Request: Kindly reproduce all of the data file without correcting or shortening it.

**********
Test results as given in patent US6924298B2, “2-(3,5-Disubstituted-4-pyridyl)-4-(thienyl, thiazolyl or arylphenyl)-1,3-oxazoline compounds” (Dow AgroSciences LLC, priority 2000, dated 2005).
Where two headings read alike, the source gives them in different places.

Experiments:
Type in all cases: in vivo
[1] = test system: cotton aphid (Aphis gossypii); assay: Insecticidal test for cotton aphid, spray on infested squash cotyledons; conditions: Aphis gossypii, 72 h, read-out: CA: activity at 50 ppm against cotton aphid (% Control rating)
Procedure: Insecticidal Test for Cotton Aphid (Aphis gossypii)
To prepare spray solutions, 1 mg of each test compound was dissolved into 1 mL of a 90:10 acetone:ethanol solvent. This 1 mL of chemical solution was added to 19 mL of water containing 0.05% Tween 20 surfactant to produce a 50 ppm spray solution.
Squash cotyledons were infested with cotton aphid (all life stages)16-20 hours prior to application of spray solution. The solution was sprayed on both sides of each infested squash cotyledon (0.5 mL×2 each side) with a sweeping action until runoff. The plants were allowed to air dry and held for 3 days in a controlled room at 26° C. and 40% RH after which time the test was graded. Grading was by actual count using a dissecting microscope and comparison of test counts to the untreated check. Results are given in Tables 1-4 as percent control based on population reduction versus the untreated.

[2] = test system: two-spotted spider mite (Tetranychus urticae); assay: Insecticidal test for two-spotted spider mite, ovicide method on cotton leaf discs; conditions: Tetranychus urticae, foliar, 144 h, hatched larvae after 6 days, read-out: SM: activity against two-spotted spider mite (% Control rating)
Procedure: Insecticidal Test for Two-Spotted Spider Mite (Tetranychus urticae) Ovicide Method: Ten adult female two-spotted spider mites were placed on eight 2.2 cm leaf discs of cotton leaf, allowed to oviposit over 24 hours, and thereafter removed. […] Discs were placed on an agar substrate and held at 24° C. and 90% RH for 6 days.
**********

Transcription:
Test results as given in patent US6924298B2, “2-(3,5-Disubstituted-4-pyridyl)-4-(thienyl, thiazolyl or arylphenyl)-1,3-oxazoline compounds” (Dow AgroSciences LLC, priority 2000, dated 2005).
Where two headings read alike, the source gives them in different places.

Experiments:
Type in all cases: in vivo
[1] = test system: cotton aphid (Aphis gossypii); assay: Insecticidal test for cotton aphid, spray on infested squash cotyledons; conditions: Aphis gossypii, 72 h, read-out: CA: activity at 50 ppm against cotton aphid (% Control rating)
Procedure: Insecticidal Test for Cotton Aphid (Aphis gossypii)
To prepare spray solutions, 1 mg of each test compound was dissolved into 1 mL of a 90:10 acetone:ethanol solvent. This 1 mL of chemical solution was added to 19 mL of water containing 0.05% Tween 20 surfactant to produce a 50 ppm spray solution.
Squash cotyledons were infested with cotton aphid (all life stages)16-20 hours prior to application of spray solution. The solution was sprayed on both sides of each infested squash cotyledon (0.5 mL×2 each side) with a sweeping action until runoff. The plants were allowed to air dry and held for 3 days in a controlled room at 26° C. and 40% RH after which time the test was graded. Grading was by actual count using a dissecting microscope and comparison of test counts to the untreated check. Results are given in Tables 1-4 as percent control based on population reduction versus the untreated.

[2] = test system: two-spotted spider mite (Tetranychus urticae); assay: Insecticidal test for two-spotted spider mite, ovicide method on cotton leaf discs; conditions: Tetranychus urticae, foliar, 144 h, hatched larvae after 6 days, read-out: SM: activity against two-spotted spider mite (% Control rating)
Procedure: Insecticidal Test for Two-Spotted Spider Mite (Tetranychus urticae) Ovicide Method: Ten adult female two-spotted spider mites were placed on eight 2.2 cm leaf discs of cotton leaf, allowed to oviposit over 24 hours, and thereafter removed. […] Discs were placed on an agar substrate and held at 24° C. and 90% RH for 6 days.